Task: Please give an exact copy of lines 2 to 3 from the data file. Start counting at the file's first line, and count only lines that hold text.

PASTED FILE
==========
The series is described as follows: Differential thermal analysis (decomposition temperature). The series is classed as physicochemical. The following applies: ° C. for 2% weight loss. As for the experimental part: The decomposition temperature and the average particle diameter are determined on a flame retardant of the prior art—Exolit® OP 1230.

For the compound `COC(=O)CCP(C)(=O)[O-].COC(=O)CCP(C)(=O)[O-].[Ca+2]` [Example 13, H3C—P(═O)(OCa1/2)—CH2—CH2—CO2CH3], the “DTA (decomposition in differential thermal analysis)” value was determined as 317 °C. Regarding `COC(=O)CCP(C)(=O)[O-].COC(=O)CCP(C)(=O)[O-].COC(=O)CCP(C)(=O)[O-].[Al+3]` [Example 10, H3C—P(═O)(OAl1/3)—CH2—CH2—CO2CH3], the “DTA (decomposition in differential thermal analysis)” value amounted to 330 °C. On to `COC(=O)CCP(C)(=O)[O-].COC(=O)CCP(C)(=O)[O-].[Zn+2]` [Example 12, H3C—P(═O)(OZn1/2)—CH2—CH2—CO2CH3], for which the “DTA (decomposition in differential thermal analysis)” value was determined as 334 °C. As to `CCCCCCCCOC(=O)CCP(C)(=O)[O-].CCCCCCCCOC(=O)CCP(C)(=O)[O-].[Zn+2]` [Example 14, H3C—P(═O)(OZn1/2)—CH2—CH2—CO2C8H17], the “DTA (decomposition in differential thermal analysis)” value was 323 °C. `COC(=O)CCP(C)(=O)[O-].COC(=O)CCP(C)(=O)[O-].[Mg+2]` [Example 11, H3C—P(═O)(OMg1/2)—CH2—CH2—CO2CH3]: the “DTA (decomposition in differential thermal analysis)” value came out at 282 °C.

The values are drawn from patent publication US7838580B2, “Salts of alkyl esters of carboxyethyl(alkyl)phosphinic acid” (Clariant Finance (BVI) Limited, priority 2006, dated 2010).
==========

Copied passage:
For the compound `COC(=O)CCP(C)(=O)[O-].COC(=O)CCP(C)(=O)[O-].[Ca+2]` [Example 13, H3C—P(═O)(OCa1/2)—CH2—CH2—CO2CH3], the “DTA (decomposition in differential thermal analysis)” value was determined as 317 °C. Regarding `COC(=O)CCP(C)(=O)[O-].COC(=O)CCP(C)(=O)[O-].COC(=O)CCP(C)(=O)[O-].[Al+3]` [Example 10, H3C—P(═O)(OAl1/3)—CH2—CH2—CO2CH3], the “DTA (decomposition in differential thermal analysis)” value amounted to 330 °C. On to `COC(=O)CCP(C)(=O)[O-].COC(=O)CCP(C)(=O)[O-].[Zn+2]` [Example 12, H3C—P(═O)(OZn1/2)—CH2—CH2—CO2CH3], for which the “DTA (decomposition in differential thermal analysis)” value was determined as 334 °C. As to `CCCCCCCCOC(=O)CCP(C)(=O)[O-].CCCCCCCCOC(=O)CCP(C)(=O)[O-].[Zn+2]` [Example 14, H3C—P(═O)(OZn1/2)—CH2—CH2—CO2C8H17], the “DTA (decomposition in differential thermal analysis)” value was 323 °C. `COC(=O)CCP(C)(=O)[O-].COC(=O)CCP(C)(=O)[O-].[Mg+2]` [Example 11, H3C—P(═O)(OMg1/2)—CH2—CH2—CO2CH3]: the “DTA (decomposition in differential thermal analysis)” value came out at 282 °C.

The values are drawn from patent publication US7838580B2, “Salts of alkyl esters of carboxyethyl(alkyl)phosphinic acid” (Clariant Finance (BVI) Limited, priority 2006, dated 2010).